ORIGINAL RESEARCH
Study of Nitrogen Pollution Simulation and Management Measures on SWAT Model in Typhoon Period of Shanxi Reservoir Watershed, Zhejiang Province, China
Haitao Chen 1  
,   Jing Chen 2  
,   Yuanyuan Liu 1  
,   Ji He 1  
 
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1
School of Water Resources, North China University of Water Resources and Electric Power, China
2
Water Resources Development Planning and Design Co., Ltd, China
CORRESPONDING AUTHOR
Ji He   

School of Water Conservancy, North China University of Water Resources and Electric Power, 450011, Zhengzhou, China
Submission date: 2020-07-19
Final revision date: 2020-10-20
Acceptance date: 2020-11-03
Online publication date: 2021-02-15
Publication date: 2021-04-16
 
Pol. J. Environ. Stud. 2021;30(3):2499–2507
 
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ABSTRACT
In this study, the Shanxi Reservoir watershed, which is greatly affected by typhoons, is used as the research object, two daily scale SWAT models are established for the dry and wet seasons. Two different typhoon processes in 2007 and 2008 are selected to analyze the pollutant loads during the typhoon period and the reduction of the pollution loads by filter strips. This study focuses on the pollutant load during the typhoon and the reduction effect of management measures, proves seasonal modeling according to regional climate characteristics dramatically improves the accuracy of the model, broadens the perspective of watershed pollution prevention and control. The results show that: the pollutant output of the Shanxi Reservoir watershed is mainly agricultural land, and is positively correlated with precipitation and runoff; loads of organic nitrogen and nitrate nitrogen during typhoon 1 and typhoon 2 accounted for 22.18% and 9.14%, 22.53%, and 18.08% of the whole year, respectively. The pollution loads of typhoon 2 relative to typhoon 1 is relatively small; when the width of the filter strips reaches 3m, the reduction of ammonia nitrogen loads can reach more than 50%, which proves a visible effect on reducing pollutant loads during typhoons.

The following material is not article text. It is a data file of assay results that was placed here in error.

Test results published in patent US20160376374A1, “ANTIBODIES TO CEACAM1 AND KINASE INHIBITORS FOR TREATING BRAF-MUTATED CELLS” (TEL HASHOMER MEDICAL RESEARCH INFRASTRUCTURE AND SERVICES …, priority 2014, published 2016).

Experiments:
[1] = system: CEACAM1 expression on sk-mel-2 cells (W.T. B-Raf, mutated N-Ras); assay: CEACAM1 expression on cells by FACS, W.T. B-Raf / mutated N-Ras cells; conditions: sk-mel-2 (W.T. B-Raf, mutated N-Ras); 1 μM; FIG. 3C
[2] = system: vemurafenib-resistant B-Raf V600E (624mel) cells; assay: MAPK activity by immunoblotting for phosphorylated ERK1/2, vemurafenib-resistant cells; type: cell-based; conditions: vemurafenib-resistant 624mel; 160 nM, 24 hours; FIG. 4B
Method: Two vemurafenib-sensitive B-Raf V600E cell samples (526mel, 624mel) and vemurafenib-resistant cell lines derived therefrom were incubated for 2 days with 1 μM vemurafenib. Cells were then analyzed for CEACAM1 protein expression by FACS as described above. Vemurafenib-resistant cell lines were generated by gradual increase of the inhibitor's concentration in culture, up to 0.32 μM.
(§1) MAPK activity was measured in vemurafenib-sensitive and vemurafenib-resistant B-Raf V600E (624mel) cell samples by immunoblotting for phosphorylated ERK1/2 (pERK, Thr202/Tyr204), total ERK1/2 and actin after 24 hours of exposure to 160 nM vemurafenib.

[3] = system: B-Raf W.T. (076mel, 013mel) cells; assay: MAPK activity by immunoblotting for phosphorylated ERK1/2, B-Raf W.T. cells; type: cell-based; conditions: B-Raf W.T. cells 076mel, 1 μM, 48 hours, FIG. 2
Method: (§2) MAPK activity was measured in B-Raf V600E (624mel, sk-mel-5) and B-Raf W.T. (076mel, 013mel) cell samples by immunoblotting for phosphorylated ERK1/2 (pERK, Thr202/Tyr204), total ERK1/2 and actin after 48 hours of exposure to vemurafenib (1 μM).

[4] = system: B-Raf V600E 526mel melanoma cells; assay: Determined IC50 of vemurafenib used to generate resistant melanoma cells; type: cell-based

eISSN:2083-5906
ISSN:1230-1485